By Alyssa Bump
Amythyst Kiah combines two separate worlds of music seamlessly together — alt-rock and Americana-folk.
On her new album, “Wary & Strange” (released June 18), the 34-year-old Tennessee singer-songwriter mixes genres in a way that may sound both wary and strange, but her voice and unique style have a soothing feel that makes these songs sound like home.
Alt-rock is what originally inspired Kiah to start playing the guitar as a teenager, but the artist also studied bluegrass and country music during her time at East Tennessee State University.
The swirl of these two genres is used to explore deep and intense feelings that Kiah has had to deal with throughout her life.
The song, “Wild Turkey,” echoes relaxing strums of a fingerpicking guitar as Kiah sings about her mother,who drowned in the Tennessee River, a suicide.
The artist asks herself, “Oh, Lord, will I ever feel right again?” after reflecting on the traumatic experience she went through at only 17.
She repeats the lines, “Cause she’s never coming back / No, she’s never coming back,” multiple times, emphasizing the severe loss she has experienced.
Kiah eloquently sings about this heart wrenching experience despite the intense emotions that are behind each word.
In the second track, “Black Myself,” Kiah explores her racial identity through gospel harmonies.
The song is re-recorded from its debut in 2019, when it received a Grammy nomination.
In this version, however, alt-rock influences are more apparent, and it feels as though Kiah’s voice rings out with more confidence.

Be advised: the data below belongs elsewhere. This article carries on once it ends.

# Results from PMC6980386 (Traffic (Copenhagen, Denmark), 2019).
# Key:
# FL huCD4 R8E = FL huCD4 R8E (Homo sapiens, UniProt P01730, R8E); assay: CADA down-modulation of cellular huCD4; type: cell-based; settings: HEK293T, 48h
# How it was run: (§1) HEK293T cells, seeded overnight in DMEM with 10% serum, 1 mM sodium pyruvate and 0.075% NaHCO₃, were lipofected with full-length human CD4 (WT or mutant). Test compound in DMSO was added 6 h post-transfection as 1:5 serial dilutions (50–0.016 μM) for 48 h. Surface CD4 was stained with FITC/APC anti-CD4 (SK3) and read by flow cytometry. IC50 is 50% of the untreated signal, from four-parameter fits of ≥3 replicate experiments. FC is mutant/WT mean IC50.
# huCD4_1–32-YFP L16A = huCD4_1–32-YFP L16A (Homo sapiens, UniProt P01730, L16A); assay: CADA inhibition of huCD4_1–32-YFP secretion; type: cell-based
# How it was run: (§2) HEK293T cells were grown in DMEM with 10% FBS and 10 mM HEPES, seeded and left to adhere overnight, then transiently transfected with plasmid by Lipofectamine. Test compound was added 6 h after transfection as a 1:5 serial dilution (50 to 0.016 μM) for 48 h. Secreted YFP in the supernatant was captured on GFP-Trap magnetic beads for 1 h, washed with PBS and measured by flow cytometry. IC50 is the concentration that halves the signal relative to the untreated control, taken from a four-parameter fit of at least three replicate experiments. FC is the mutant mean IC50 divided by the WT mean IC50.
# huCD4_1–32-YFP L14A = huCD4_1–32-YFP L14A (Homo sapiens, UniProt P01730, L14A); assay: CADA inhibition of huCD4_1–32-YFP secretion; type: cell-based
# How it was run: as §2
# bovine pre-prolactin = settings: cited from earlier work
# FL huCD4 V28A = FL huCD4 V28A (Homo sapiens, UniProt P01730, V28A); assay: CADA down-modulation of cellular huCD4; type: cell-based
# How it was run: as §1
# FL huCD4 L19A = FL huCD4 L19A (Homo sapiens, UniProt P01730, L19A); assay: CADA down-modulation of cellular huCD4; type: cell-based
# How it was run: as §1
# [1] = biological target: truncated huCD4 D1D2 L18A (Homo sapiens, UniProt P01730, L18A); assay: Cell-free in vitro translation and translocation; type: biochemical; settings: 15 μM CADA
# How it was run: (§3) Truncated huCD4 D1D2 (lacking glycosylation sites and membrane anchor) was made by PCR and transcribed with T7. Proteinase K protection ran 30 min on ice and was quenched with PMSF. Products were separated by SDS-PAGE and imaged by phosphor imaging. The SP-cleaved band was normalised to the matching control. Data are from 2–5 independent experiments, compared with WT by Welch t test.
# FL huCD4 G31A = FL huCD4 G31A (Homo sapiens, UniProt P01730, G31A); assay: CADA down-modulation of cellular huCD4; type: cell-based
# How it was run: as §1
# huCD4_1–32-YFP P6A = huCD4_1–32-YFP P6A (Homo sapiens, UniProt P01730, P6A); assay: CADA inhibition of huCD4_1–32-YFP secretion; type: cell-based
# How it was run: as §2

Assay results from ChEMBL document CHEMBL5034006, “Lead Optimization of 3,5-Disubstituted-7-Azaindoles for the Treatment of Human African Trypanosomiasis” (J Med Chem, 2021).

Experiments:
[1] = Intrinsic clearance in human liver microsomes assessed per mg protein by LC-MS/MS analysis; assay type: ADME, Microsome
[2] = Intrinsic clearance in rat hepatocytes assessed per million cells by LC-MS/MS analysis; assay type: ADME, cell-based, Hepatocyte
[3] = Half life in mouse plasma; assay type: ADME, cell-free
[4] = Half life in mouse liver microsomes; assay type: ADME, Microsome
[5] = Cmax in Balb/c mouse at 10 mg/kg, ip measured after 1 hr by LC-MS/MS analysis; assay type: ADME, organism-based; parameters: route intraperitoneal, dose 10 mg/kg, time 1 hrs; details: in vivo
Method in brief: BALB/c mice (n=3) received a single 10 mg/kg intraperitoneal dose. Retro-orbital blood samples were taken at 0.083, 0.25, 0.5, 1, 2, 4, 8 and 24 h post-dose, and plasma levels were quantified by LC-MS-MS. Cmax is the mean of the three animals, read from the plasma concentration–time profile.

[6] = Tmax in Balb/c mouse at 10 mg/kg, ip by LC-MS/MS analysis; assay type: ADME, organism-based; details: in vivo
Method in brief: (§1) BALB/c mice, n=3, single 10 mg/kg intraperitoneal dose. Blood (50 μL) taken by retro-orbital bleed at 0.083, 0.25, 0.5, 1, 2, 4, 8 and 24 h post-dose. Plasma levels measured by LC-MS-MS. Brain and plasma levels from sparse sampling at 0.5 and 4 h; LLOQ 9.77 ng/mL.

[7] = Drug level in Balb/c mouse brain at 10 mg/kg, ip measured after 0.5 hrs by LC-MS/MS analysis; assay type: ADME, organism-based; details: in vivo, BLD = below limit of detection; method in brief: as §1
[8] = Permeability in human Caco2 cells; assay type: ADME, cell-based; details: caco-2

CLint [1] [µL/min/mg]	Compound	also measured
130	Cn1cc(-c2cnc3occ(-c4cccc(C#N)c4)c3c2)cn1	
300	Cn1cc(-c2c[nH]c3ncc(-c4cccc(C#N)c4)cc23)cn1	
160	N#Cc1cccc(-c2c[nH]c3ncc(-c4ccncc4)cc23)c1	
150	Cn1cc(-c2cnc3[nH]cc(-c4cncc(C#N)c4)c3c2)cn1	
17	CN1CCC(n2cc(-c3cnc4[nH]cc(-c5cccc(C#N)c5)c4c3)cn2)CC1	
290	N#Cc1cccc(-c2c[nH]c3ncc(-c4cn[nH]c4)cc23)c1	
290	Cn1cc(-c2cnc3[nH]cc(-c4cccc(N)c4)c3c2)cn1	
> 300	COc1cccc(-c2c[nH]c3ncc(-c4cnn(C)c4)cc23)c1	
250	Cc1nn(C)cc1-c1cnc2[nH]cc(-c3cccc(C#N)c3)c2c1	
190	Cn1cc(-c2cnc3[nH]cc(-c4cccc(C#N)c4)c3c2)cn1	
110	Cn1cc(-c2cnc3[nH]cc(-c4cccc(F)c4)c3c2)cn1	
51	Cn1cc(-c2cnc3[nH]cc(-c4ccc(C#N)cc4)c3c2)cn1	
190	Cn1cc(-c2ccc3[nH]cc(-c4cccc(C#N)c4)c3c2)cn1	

In the song, Kiah goes from discussing the adversity she has faced from being Black in today’s society to embracing her race and culture.
Because Kiah is a southern Black LGBTQ+ woman, she has had to deal with being an outsider in the bluegrass-folk world for years now.
The artist made a reference to this feeling, crooning, “I pick the banjo up and they sneer at me / ‘Cause I’m Black myself.”
But toward the end of the song, Kiah has a change of tone, belting, “I don’t creep around, I stand proud and free / ‘Cause I’m Black myself.”
This change of perspective shows the power Kiah holds as a Black woman in the Americana-folk world. Despite the obstacles she has had to endure, her authenticity rings through each note.
The album’s first and last songs, “Soapbox” and “Soapbox (Reprise)” both explore Kiah reclaiming her power, including lyrics that say, “I have my own hand that feeds / So I don’t need what you think.”
Kiah’s choice to introduce and close the album with such similar songs gives this piece of art one last sense of self-reflection, reminding the listener of where this journey started.
Between these two versions of the same song, the eight other tracks explore Kiah’s identity as both an artist and a person.
“Wary + Strange” as a whole explores this theme of self-reflection as Kiah looks back on her own trauma.
Through this journey, Kiah seems to find a way to come to terms with her struggles as she pours her soul into each lyric.
Kiah’s choice of language and powerful voice create a mesmerizing album that her listeners may find refuge in while combating their own demons.